Ioannidis turned this on its head and asked: assuming that the true difference in the brain volume is what the average of all the published studies says it is, how many of the published studies were big enough that they ought to have succesfully detected it?
He found 41 seperate meta-analyses for different brain regions in various disorders. These were published in 8 papers – because each paper reported on multiple regions. He only looked at meta-analyses published in the past 4 years, but these analyses will themselves have included older work. This means that this paper is a kind of meta-meta-analysis. He didn’t directly consider the raw brain scans at all.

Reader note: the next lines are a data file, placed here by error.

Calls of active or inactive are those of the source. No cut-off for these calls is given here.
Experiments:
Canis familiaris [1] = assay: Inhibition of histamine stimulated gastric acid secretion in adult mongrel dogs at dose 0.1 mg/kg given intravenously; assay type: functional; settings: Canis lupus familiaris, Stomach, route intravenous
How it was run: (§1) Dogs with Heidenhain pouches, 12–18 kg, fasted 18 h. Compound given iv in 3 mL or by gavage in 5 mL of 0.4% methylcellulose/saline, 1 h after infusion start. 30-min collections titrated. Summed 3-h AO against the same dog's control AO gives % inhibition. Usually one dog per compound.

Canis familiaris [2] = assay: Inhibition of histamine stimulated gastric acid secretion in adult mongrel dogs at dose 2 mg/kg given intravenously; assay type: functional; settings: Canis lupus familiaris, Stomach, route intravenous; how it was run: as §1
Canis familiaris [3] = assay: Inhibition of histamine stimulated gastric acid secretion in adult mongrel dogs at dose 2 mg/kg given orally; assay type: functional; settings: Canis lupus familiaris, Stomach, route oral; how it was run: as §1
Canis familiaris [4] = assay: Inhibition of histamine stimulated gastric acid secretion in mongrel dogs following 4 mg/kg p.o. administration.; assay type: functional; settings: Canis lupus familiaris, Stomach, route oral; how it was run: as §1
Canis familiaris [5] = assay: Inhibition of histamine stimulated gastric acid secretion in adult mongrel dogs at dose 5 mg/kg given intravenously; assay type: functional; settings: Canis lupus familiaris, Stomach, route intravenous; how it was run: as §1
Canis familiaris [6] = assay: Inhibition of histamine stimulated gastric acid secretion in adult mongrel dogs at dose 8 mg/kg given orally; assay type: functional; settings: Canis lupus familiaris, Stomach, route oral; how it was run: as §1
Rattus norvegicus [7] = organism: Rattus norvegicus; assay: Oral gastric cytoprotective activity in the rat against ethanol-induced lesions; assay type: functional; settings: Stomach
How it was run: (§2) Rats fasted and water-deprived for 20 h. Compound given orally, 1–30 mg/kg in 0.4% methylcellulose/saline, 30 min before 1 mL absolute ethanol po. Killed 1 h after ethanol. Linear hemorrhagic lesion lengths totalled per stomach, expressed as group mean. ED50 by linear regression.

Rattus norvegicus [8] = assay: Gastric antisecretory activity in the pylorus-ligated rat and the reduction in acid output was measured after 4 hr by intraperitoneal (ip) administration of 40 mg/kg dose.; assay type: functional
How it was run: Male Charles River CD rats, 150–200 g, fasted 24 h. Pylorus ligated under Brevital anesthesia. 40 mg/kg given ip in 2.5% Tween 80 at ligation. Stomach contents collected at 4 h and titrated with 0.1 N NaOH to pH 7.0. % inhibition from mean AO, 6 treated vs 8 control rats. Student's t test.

The meta-analyses found many significant volume differences – but in 29 of those 41, there was an excess of significant papers. In other words, the papers were too small to have a good chance to detect the effect that they themselves found – suggesting that something funny was going on. Although, strangely, in 10/41 there were too few, and only in 2 were there the “right” number.